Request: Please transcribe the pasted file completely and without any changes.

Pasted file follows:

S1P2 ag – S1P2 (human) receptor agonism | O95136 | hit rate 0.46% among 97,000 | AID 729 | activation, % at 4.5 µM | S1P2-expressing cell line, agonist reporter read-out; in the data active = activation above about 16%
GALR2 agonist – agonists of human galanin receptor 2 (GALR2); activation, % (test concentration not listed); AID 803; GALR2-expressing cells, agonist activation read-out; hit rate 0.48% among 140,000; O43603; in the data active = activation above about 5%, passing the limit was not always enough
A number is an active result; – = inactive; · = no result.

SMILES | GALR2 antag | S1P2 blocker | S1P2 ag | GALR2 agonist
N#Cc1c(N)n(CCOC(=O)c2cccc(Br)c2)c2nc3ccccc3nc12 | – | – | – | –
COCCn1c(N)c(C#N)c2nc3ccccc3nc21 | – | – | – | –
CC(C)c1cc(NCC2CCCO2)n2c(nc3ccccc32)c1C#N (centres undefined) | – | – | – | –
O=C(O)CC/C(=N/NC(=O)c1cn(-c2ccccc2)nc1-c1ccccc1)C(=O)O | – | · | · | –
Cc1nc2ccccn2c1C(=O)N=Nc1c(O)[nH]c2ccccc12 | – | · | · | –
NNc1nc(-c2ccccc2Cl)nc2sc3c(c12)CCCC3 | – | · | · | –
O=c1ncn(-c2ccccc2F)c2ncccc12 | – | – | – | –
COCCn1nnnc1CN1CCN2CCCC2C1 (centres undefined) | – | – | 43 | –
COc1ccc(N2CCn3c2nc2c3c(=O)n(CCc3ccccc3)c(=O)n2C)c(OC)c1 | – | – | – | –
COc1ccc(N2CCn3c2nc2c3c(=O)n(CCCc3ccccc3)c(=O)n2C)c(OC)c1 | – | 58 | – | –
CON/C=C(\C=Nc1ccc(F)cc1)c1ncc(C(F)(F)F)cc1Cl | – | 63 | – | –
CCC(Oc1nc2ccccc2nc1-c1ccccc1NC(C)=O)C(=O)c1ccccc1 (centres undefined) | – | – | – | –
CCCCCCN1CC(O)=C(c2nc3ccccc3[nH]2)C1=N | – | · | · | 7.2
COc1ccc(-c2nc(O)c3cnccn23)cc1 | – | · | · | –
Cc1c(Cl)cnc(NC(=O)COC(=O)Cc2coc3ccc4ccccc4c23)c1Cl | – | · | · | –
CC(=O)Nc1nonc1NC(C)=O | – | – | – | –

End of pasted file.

S1P2 ag – S1P2 (human) receptor agonism | O95136 | hit rate 0.46% among 97,000 | AID 729 | activation, % at 4.5 µM | S1P2-expressing cell line, agonist reporter read-out; in the data active = activation above about 16%
GALR2 agonist – agonists of human galanin receptor 2 (GALR2); activation, % (test concentration not listed); AID 803; GALR2-expressing cells, agonist activation read-out; hit rate 0.48% among 140,000; O43603; in the data active = activation above about 5%, passing the limit was not always enough
A number is an active result; – = inactive; · = no result.

SMILES | GALR2 antag | S1P2 blocker | S1P2 ag | GALR2 agonist
N#Cc1c(N)n(CCOC(=O)c2cccc(Br)c2)c2nc3ccccc3nc12 | – | – | – | –
COCCn1c(N)c(C#N)c2nc3ccccc3nc21 | – | – | – | –
CC(C)c1cc(NCC2CCCO2)n2c(nc3ccccc32)c1C#N (centres undefined) | – | – | – | –
O=C(O)CC/C(=N/NC(=O)c1cn(-c2ccccc2)nc1-c1ccccc1)C(=O)O | – | · | · | –
Cc1nc2ccccn2c1C(=O)N=Nc1c(O)[nH]c2ccccc12 | – | · | · | –
NNc1nc(-c2ccccc2Cl)nc2sc3c(c12)CCCC3 | – | · | · | –
O=c1ncn(-c2ccccc2F)c2ncccc12 | – | – | – | –
COCCn1nnnc1CN1CCN2CCCC2C1 (centres undefined) | – | – | 43 | –
COc1ccc(N2CCn3c2nc2c3c(=O)n(CCc3ccccc3)c(=O)n2C)c(OC)c1 | – | – | – | –
COc1ccc(N2CCn3c2nc2c3c(=O)n(CCCc3ccccc3)c(=O)n2C)c(OC)c1 | – | 58 | – | –
CON/C=C(\C=Nc1ccc(F)cc1)c1ncc(C(F)(F)F)cc1Cl | – | 63 | – | –
CCC(Oc1nc2ccccc2nc1-c1ccccc1NC(C)=O)C(=O)c1ccccc1 (centres undefined) | – | – | – | –
CCCCCCN1CC(O)=C(c2nc3ccccc3[nH]2)C1=N | – | · | · | 7.2
COc1ccc(-c2nc(O)c3cnccn23)cc1 | – | · | · | –
Cc1c(Cl)cnc(NC(=O)COC(=O)Cc2coc3ccc4ccccc4c23)c1Cl | – | · | · | –
CC(=O)Nc1nonc1NC(C)=O | – | – | – | –